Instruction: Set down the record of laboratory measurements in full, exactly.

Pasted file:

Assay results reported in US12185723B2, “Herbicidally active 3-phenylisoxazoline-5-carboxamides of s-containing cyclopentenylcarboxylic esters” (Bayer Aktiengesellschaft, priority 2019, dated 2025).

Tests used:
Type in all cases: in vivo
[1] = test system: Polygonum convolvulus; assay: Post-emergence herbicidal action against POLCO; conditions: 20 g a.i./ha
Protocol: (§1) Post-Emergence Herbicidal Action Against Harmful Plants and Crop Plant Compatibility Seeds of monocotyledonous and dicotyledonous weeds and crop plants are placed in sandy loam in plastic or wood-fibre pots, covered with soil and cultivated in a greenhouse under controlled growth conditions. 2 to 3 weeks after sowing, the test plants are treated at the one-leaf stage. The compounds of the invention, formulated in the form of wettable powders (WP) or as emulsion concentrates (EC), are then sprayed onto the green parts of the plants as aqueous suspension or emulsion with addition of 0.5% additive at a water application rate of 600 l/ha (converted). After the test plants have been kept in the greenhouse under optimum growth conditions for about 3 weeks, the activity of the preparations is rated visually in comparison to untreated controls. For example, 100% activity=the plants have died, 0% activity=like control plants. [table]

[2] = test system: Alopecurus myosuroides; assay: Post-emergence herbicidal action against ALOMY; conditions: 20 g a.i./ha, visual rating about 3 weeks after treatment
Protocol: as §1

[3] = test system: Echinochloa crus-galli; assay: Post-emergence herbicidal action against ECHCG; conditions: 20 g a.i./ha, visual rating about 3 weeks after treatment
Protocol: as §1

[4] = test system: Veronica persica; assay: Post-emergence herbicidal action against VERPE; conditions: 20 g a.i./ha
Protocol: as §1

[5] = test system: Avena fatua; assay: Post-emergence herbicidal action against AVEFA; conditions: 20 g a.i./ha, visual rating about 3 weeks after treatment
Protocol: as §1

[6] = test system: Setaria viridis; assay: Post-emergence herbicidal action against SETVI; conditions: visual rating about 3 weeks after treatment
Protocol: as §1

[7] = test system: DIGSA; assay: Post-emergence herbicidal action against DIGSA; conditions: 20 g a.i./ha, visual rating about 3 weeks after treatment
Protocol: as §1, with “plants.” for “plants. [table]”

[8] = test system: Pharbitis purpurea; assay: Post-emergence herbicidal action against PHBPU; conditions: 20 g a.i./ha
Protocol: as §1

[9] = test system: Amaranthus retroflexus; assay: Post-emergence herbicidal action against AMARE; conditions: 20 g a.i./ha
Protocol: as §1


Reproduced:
Assay results reported in US12185723B2, “Herbicidally active 3-phenylisoxazoline-5-carboxamides of s-containing cyclopentenylcarboxylic esters” (Bayer Aktiengesellschaft, priority 2019, dated 2025).

Tests used:
Type in all cases: in vivo
[1] = test system: Polygonum convolvulus; assay: Post-emergence herbicidal action against POLCO; conditions: 20 g a.i./ha
Protocol: (§1) Post-Emergence Herbicidal Action Against Harmful Plants and Crop Plant Compatibility Seeds of monocotyledonous and dicotyledonous weeds and crop plants are placed in sandy loam in plastic or wood-fibre pots, covered with soil and cultivated in a greenhouse under controlled growth conditions. 2 to 3 weeks after sowing, the test plants are treated at the one-leaf stage. The compounds of the invention, formulated in the form of wettable powders (WP) or as emulsion concentrates (EC), are then sprayed onto the green parts of the plants as aqueous suspension or emulsion with addition of 0.5% additive at a water application rate of 600 l/ha (converted). After the test plants have been kept in the greenhouse under optimum growth conditions for about 3 weeks, the activity of the preparations is rated visually in comparison to untreated controls. For example, 100% activity=the plants have died, 0% activity=like control plants. [table]

[2] = test system: Alopecurus myosuroides; assay: Post-emergence herbicidal action against ALOMY; conditions: 20 g a.i./ha, visual rating about 3 weeks after treatment
Protocol: as §1

[3] = test system: Echinochloa crus-galli; assay: Post-emergence herbicidal action against ECHCG; conditions: 20 g a.i./ha, visual rating about 3 weeks after treatment
Protocol: as §1

[4] = test system: Veronica persica; assay: Post-emergence herbicidal action against VERPE; conditions: 20 g a.i./ha
Protocol: as §1

[5] = test system: Avena fatua; assay: Post-emergence herbicidal action against AVEFA; conditions: 20 g a.i./ha, visual rating about 3 weeks after treatment
Protocol: as §1

[6] = test system: Setaria viridis; assay: Post-emergence herbicidal action against SETVI; conditions: visual rating about 3 weeks after treatment
Protocol: as §1

[7] = test system: DIGSA; assay: Post-emergence herbicidal action against DIGSA; conditions: 20 g a.i./ha, visual rating about 3 weeks after treatment
Protocol: as §1, with “plants.” for “plants. [table]”

[8] = test system: Pharbitis purpurea; assay: Post-emergence herbicidal action against PHBPU; conditions: 20 g a.i./ha
Protocol: as §1

[9] = test system: Amaranthus retroflexus; assay: Post-emergence herbicidal action against AMARE; conditions: 20 g a.i./ha
Protocol: as §1